The combination of running and kicking in a fast-paced environment places soccer players at risk for several hip, leg knee, foot, and ankle injuries.
- Anterior cruciate ligament (ACL) tears
- Iliotibial (IT) band syndrome (inflammation of the tendon that runs along the outside of the upper thigh)
- Meniscus tears
- Patellofemoral syndrome (a thinning and softening of the shock-absorbing cartilage under the kneecap)
- Posterior cruciate ligament (PCL) tears
- Shin splints (inflammation of the layer of tissue over the shin bone)
- Torn anterior or posterior cruciate ligament (ACL/PCL)
Foot and ankle injuries can include:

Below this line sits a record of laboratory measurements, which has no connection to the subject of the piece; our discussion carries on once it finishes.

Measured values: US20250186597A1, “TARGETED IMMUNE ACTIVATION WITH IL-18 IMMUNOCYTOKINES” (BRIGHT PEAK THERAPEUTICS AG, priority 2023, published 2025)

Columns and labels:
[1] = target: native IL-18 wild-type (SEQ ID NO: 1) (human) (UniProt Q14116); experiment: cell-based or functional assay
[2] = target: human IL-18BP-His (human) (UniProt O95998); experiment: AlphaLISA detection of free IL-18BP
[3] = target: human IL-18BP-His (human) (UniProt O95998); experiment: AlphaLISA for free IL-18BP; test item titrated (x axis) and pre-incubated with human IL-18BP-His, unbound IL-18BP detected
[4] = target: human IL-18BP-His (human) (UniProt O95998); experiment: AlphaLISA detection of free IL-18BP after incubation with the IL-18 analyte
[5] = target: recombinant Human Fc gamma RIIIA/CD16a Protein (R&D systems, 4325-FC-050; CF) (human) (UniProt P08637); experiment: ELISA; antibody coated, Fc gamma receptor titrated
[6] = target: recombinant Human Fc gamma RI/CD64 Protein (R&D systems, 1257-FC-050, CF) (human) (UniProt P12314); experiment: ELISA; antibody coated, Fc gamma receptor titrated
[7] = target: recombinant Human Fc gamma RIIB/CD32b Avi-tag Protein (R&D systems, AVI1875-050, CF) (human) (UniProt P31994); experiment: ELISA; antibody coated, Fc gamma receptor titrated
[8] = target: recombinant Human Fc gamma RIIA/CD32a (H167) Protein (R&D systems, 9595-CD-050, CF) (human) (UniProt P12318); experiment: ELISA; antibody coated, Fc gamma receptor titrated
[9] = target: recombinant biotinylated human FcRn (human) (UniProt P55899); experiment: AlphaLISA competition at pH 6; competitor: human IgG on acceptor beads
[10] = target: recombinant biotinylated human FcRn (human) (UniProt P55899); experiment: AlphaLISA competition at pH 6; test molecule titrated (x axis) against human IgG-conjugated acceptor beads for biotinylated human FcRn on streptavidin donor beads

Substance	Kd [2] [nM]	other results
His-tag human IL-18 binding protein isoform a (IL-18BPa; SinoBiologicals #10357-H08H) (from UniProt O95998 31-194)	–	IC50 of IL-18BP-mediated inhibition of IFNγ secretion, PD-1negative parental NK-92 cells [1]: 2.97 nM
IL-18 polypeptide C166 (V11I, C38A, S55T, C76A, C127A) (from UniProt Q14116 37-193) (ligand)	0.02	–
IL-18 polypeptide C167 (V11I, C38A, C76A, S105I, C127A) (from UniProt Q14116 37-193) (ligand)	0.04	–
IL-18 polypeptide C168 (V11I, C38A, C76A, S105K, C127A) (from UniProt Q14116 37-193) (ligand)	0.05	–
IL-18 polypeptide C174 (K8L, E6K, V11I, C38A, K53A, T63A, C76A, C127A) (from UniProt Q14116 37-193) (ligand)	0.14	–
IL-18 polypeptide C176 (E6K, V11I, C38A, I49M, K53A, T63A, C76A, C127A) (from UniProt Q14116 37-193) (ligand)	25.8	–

- Achilles tendonitis
- Ankle sprain
- Plantar fasciitis (heel pain due to inflammation of the thick ligament of the base of the foot)
Soccer Safety and Injury Prevention Tips
- Make sure the field is in good condition and free of debris before every game or practice.
- Remember to warm up and stretch before hitting the field, paying special attention to your hips, knees, thighs, and calves.
- Be prepared for emergencies with a first aid kit, a supply of ice, and the phone number of your team physician or the nearest medical facility.
- Make sure all equipment-including shin guards and cleats-fits properly and is worn correctly.
- If you need to wear glasses while playing or practicing, make sure the lenses are shatterproof or wear glass guards.
The Houston Dynamo turns to the trusted physicians of Houston Methodist Orthopedics & Sports Medicine when injury takes them out of the game-and we're here to provide the same quality of care for the soccer star in your family.